May 7 (Bloomberg) -- The injury-riddled New York Knicks aren’t relying on Jeremy Lin to return in two days as the team tries to avoid elimination from the National Basketball Association playoffs.
Lin, who last played on March 24 and had surgery in early April to repair a torn meniscus in his left knee, probably won’t return for Game 5 of the best-of-seven series with the Miami Heat, according to Knicks coach Mike Woodson. New York trails 3-1 in the series.
“I’m not counting on Jeremy Lin to play,” Woodson told reporters today on a conference call, a day after New York beat the Heat 89-87 while losing point guard Baron Davis to his own knee injury. “It’s going to be up to the doctors and Jeremy to make that decision. It won’t be my decision. I guess we’ll gauge it as we go along.”
Lin, the second-year player out of Harvard University who made a surprise rise to the team’s starting point-guard role in February, is getting treatment and will be further assessed when the Knicks practice today and tomorrow in New York before flying to Miami.
The absence of practice time has made it difficult for Woodson to assess Lin’s readiness to return to game action, and the coach said he’d never tell someone to play before he was able.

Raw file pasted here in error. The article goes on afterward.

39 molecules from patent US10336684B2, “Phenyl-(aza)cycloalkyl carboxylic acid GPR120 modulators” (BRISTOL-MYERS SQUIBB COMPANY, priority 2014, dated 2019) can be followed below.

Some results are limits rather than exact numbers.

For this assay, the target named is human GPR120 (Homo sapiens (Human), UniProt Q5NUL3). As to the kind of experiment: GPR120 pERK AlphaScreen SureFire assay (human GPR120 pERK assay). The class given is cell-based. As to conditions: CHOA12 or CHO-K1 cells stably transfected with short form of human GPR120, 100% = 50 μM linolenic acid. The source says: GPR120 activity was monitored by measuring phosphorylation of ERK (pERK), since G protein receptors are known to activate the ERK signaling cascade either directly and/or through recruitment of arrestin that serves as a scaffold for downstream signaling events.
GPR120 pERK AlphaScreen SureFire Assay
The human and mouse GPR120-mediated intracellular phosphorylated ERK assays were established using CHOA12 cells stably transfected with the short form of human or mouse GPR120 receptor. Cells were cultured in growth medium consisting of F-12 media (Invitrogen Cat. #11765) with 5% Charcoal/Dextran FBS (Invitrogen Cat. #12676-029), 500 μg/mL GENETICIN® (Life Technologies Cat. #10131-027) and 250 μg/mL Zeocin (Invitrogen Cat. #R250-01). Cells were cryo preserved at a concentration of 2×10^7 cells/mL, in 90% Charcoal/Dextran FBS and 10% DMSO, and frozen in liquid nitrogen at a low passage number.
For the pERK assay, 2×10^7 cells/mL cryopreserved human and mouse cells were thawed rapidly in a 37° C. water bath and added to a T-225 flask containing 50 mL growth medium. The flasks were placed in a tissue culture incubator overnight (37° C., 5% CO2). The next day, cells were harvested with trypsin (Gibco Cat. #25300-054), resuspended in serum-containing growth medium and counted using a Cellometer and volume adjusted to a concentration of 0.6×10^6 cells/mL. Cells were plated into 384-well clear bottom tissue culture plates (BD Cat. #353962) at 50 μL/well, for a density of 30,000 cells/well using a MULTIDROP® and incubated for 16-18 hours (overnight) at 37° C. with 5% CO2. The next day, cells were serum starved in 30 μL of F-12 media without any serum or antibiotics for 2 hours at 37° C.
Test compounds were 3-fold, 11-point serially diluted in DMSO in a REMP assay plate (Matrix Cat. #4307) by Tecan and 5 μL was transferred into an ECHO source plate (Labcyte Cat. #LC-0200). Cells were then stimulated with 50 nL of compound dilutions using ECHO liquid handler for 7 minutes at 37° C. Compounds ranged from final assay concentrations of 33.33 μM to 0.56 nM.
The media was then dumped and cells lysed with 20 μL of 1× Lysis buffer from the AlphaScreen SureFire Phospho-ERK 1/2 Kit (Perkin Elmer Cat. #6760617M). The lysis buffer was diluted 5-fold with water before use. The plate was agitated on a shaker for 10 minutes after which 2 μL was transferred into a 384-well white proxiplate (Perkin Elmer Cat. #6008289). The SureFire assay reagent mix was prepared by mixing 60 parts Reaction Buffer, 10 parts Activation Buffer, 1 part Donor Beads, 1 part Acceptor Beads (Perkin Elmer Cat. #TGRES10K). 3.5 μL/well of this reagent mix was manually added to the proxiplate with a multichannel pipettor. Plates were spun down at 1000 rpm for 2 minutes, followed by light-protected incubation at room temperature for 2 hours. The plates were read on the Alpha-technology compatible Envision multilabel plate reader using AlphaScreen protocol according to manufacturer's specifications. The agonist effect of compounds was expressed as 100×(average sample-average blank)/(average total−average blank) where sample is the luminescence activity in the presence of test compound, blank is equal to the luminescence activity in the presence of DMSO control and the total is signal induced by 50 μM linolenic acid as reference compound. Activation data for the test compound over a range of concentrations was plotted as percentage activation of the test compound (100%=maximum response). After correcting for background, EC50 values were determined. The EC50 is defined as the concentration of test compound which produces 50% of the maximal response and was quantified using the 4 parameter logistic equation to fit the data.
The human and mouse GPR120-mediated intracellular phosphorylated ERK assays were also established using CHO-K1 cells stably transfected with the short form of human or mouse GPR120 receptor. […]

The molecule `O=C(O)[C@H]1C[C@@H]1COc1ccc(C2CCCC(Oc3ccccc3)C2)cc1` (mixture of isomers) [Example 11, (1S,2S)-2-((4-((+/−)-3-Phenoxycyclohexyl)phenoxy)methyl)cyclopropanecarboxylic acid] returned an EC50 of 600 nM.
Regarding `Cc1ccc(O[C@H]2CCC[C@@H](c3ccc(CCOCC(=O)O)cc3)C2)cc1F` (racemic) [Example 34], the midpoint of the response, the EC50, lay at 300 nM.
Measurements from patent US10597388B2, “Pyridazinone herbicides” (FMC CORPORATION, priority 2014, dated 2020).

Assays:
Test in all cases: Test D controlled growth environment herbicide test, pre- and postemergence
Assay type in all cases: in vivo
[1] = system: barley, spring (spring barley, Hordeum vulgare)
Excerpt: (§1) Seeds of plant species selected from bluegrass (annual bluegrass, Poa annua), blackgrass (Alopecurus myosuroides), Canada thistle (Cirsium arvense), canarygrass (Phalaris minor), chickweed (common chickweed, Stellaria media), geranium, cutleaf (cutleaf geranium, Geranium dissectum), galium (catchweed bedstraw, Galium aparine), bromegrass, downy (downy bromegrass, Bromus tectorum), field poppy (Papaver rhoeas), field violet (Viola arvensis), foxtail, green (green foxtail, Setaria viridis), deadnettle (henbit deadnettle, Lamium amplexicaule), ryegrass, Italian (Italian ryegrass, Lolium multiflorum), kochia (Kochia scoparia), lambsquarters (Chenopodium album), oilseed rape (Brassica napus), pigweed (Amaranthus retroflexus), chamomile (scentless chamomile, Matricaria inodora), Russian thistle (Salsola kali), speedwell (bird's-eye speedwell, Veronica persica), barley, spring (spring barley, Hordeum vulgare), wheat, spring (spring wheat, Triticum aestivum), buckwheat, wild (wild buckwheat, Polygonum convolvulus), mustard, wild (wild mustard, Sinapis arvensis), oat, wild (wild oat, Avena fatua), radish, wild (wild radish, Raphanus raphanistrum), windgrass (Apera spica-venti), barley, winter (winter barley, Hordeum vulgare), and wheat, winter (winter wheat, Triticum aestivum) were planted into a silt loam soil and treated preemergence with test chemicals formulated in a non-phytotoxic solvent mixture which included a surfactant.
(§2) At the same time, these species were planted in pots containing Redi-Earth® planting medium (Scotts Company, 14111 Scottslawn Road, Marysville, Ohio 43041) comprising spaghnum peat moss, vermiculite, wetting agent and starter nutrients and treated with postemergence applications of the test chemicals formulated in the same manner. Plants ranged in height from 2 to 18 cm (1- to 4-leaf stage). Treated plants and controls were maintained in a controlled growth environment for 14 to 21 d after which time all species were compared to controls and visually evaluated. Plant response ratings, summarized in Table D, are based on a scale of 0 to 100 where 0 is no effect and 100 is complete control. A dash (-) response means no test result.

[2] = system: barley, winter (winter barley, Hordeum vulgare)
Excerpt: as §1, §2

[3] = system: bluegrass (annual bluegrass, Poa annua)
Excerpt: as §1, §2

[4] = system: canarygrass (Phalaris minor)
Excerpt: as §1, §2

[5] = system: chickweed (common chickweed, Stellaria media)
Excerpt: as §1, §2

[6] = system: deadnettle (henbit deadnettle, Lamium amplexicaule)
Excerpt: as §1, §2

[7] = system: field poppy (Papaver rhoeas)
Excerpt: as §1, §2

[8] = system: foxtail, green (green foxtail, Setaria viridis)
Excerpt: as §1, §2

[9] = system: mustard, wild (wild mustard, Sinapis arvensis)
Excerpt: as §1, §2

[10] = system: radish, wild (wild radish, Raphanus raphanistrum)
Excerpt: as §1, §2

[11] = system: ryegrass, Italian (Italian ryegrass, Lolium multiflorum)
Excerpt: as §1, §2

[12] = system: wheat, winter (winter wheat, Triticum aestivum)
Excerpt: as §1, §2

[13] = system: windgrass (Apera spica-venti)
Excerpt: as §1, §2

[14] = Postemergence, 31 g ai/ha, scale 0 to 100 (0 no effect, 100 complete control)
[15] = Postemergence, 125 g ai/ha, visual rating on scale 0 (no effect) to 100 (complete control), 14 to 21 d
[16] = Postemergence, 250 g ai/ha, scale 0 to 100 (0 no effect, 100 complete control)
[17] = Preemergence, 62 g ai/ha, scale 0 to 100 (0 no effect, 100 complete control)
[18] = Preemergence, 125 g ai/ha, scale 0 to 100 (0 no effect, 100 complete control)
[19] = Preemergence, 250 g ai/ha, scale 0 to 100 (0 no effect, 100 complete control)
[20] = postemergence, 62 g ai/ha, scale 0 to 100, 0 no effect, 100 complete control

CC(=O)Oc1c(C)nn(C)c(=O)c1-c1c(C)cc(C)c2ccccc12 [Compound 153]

“I can’t be that selfish and say, ‘Son, put on a uniform and play,’” Woodson said. “I just can’t do that.”
Amar’e Stoudemire returned to New York’s lineup yesterday after cutting his hand while punching a fire-extinguisher case in frustration following Game 2. The forward-center scored 20 points and grabbed 10 rebounds.
With guard Iman Shumpert sustaining a season-ending knee-ligament tear in the series opener, the possibility of Lin’s return became more important after Davis dislocated his knee cap in yesterday’s win, probably ending his postseason.
Davis was removed from the Madison Square Garden court on a stretcher during the third quarter after falling to the floor while planting his foot on a fast-break drive to the basket.
The 33-year-old Davis, who is having more tests done on the knee today, played in 29 of the Knicks’ 66 games during the lockout-shortened regular season. He signed in December and didn’t see his first action until Feb. 20 because of a herniated disk in his back.
“I spoke with him after the game and he was in great spirits,” Woodson said. “Baron’s a trooper, man. The one thing he said was, ‘Hey, I tried to give you all I could.’”
The depleted roster will leave Woodson relying on veteran Mike Bibby to start Game 5. Third-year player Toney Douglas, who has been used sparingly since Woodson took over the team in mid-March, also could see playing time.
“I haven’t buried Toney, by any means,” Woodson said. “I know I haven’t played him but, again, I can’t play everybody.”
The Heat could use a big lineup with Shane Battier and Mike Miller joining All-Stars LeBron James, Chris Bosh and Dwyane Wade. Woodson said that might lead him to counter with J.R. Smith or Carmelo Anthony handling point guard for the Knicks, who will be trying to force a sixth game back in New York on May 11.
“There’s a possibility when they go big, we can go big,” Woodson said.
To contact the reporter on this story: Mason Levinson in New York at firstname.lastname@example.org.
To contact the editor responsible for this story: Michael Sillup at email@example.com.